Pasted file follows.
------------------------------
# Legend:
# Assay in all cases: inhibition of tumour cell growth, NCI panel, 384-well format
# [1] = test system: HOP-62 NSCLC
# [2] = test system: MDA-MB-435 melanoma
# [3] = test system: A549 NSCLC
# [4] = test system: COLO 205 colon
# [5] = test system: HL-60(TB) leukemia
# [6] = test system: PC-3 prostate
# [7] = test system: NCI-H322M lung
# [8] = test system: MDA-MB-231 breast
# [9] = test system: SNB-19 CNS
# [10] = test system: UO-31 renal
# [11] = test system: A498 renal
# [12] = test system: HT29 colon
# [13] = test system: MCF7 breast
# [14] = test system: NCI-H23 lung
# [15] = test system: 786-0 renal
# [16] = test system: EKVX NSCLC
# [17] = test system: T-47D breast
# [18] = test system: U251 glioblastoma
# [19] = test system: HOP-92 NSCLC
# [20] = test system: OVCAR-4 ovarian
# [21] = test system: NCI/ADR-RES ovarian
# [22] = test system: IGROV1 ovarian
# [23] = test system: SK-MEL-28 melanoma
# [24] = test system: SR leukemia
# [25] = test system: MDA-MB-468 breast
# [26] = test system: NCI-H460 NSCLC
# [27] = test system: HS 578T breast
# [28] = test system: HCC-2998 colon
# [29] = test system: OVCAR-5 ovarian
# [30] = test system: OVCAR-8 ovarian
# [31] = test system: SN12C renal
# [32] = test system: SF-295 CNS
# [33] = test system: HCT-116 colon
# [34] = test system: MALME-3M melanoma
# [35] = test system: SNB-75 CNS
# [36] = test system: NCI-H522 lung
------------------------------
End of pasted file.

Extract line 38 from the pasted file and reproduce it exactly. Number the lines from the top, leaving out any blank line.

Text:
# [36] = test system: NCI-H522 lung